By Michael Vold, D.D.S., J.D..
Did you know that a healthy diet can help prevent tooth decay and gum disease? According to the American Dental Association (ADA), what you eat and drink can determine how often cavities occur and how they progress.
It is generally believed that a balanced, healthy diet consists of:
Fruits and vegetables
The United States Department of Agriculture’s Center for Nutrition Policy and Promotion (CNPP) recommends eating lean proteins and low-fat or fat-free dairy products. The CNPP further suggests that half the grains you eat should be whole grains, and that fruits and vegetables should cover half your plate at meal time. CNPP dietary advices are based on scientific research with the goal of improving the health and well-being of Americans.
Fruits and vegetables have a high concentration of water and fiber. They help stimulate the production of saliva, which washes away harmful acids and food particles in the mouth. Firm and crunchy fruits and vegetables are especially beneficial due to their high water content. Fruits and vegetables also contain vitamin C and vitamin A. Vitamin C helps with wound healing and maintaining healthy gums. Vitamin A is an important nutrient in building tooth enamel.
Foods rich in calcium, phosphorous and other nutrients are good for tooth and gum health as well. Calcium and phosphorus in particular help protect and rebuild tooth enamel. It is believed that both nutrients replace the minerals on tooth enamel that are naturally removed by acids.
Calcium is found in cheese, milk, yogurt, leafy greens, seaweeds like kelp, beans, figs and nuts such as almonds, hazelnuts, sesame and pistachios. In addition to supporting good oral health, calcium also builds strong bones, regulates muscle contraction, plays a role in blood coagulation, and helps with communication between the brain and other parts of the body.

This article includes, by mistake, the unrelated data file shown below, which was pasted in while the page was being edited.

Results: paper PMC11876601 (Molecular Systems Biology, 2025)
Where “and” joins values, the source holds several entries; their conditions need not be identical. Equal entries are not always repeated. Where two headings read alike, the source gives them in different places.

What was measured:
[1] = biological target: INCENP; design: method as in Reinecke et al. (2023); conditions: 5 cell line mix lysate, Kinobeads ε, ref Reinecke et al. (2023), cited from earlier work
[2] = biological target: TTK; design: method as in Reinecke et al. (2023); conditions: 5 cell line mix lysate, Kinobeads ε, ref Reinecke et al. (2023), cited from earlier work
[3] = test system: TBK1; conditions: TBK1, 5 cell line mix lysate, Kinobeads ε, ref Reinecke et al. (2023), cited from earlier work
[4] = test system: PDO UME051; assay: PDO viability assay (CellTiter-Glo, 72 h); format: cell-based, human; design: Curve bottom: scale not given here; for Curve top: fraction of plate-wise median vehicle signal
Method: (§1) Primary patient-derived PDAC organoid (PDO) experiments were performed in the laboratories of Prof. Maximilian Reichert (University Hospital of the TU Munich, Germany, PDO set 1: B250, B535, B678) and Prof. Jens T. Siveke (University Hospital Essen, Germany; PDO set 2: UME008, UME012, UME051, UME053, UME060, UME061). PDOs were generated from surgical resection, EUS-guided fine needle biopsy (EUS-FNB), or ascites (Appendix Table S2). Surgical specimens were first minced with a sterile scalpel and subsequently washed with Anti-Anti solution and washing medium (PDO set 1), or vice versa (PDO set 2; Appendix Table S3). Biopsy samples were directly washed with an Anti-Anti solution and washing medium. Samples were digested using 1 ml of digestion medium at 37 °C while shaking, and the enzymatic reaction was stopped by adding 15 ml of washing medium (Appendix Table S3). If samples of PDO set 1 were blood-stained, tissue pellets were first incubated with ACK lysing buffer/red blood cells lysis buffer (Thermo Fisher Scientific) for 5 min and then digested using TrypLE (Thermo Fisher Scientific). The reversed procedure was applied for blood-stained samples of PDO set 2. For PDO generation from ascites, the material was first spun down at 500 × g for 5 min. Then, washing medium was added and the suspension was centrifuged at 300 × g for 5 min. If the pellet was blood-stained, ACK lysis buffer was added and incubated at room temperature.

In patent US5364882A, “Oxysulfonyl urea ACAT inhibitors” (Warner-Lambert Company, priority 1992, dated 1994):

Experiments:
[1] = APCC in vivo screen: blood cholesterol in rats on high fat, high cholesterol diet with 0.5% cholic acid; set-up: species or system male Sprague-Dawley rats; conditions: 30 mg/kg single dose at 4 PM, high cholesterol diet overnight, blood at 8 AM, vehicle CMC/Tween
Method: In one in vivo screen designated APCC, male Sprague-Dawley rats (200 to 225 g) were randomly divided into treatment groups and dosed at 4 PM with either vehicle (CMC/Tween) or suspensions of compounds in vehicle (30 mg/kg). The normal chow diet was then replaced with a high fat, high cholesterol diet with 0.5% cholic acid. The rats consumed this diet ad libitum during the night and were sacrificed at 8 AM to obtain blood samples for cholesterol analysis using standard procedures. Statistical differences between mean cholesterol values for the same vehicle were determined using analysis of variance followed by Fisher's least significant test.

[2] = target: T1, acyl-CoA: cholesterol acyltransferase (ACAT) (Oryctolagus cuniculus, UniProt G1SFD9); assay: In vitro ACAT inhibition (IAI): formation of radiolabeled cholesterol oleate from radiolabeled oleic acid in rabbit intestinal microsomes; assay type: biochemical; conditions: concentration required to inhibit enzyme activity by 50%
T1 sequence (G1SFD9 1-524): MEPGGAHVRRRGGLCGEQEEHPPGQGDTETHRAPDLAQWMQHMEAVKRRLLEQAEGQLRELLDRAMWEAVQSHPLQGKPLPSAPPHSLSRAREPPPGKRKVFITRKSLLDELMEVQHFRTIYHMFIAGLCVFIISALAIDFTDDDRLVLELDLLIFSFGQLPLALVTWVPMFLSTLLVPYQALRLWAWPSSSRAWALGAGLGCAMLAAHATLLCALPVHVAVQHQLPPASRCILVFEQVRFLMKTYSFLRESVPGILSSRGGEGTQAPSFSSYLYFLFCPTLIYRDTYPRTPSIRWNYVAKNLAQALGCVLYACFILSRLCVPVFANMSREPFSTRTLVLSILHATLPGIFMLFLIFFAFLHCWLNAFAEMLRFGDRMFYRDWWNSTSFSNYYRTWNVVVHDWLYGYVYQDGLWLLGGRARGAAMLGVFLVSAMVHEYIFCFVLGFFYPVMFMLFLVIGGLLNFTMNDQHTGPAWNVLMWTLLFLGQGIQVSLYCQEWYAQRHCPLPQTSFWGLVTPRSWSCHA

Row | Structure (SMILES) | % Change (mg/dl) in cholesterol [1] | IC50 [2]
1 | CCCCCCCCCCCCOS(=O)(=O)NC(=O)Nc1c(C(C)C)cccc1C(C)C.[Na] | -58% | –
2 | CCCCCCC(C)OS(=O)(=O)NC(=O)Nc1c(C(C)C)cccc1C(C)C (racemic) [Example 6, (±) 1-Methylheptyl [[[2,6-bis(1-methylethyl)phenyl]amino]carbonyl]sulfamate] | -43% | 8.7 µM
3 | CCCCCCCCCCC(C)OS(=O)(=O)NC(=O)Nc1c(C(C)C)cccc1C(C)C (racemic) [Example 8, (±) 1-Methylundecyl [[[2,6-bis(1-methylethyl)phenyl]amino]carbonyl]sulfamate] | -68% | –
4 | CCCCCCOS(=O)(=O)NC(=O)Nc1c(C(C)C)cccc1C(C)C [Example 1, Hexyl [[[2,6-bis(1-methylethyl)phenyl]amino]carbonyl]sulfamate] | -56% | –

Phosphorus comes from protein-rich foods such as meat, poultry, fish and eggs, along with bran, pumpkin, squash, watermelon seeds, sunflower seeds, sesame seeds, toasted wheat germ, Brazil and pine nuts. It works in conjunction with calcium to build and maintain healthy bones as well as teeth, and helps the body absorb vitamin B.
Other food related-factors that an influence can influence oral health include:
Whether the food is a liquid, solid, sticky or slow to dissolve
How often sugary and acidic foods and beverages are consumed
The combination of foods eaten
The order in which foods are eaten
Limiting the sugar in your diet plays a key role in preventing tooth decay and maintaining good oral health. Bacteria in the mouth feed off of the sugars contained in food, and release acids that are harmful to your teeth. Sweets and snack foods not only contain large amounts of sugar, they have virtually no nutritional value. This includes sugar-laden drinks like soda, lemonade, and sweetened coffee or tea. Sipping heavily sugared products results in a sugar bath over the teeth that can result in tooth decay.
The potential for cavities, gum disease and tooth loss can also be increased due to medical conditions such as acid reflux and eating disorders.
Maintaining a balanced diet is not only necessary for your overall health, it’s one of the easiest ways to prevent cavities, gum disease and avoid the cost of cosmetic dentistry and dental oral surgery.
Dr. Michael Vold has a Bachelor of Science degree from the University of Wisconsin (1963), a Doctor of Dental Surgery degree from Northwestern University Dental School (1967) and a Juris Doctor degree from DePaul University College of Law (1980). He served as a dentist in the U.S. Air Force and taught as an Assistant Professor at the University of Illinois, College of Dentistry. Dr. Vold is a member of the American Dental Association and Illinois State Dental Society, as well as a recipient of numerous professional honors and awards.